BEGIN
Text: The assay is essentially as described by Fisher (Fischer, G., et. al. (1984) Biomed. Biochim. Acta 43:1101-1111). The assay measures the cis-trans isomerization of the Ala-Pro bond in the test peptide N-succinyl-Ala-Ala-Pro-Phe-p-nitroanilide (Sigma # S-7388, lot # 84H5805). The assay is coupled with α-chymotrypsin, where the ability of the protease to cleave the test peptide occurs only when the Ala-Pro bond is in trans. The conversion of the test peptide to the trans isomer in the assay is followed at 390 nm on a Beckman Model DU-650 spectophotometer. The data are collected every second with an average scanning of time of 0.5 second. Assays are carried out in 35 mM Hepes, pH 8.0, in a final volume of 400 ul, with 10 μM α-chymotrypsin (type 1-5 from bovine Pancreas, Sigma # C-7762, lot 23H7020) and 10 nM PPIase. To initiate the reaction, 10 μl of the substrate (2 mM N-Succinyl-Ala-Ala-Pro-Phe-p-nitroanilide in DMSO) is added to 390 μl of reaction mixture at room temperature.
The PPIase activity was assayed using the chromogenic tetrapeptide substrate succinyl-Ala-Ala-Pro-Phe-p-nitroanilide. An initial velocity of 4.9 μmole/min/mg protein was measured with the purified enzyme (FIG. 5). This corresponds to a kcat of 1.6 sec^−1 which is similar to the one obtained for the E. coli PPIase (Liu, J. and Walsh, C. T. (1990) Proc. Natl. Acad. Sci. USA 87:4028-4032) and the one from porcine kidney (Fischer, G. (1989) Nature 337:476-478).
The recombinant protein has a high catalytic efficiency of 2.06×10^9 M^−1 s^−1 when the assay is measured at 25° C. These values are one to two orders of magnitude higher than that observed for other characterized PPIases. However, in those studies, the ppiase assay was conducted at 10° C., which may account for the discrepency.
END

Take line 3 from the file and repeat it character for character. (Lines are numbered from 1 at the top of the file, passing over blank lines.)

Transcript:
The recombinant protein has a high catalytic efficiency of 2.06×10^9 M^−1 s^−1 when the assay is measured at 25° C. These values are one to two orders of magnitude higher than that observed for other characterized PPIases. However, in those studies, the ppiase assay was conducted at 10° C., which may account for the discrepency.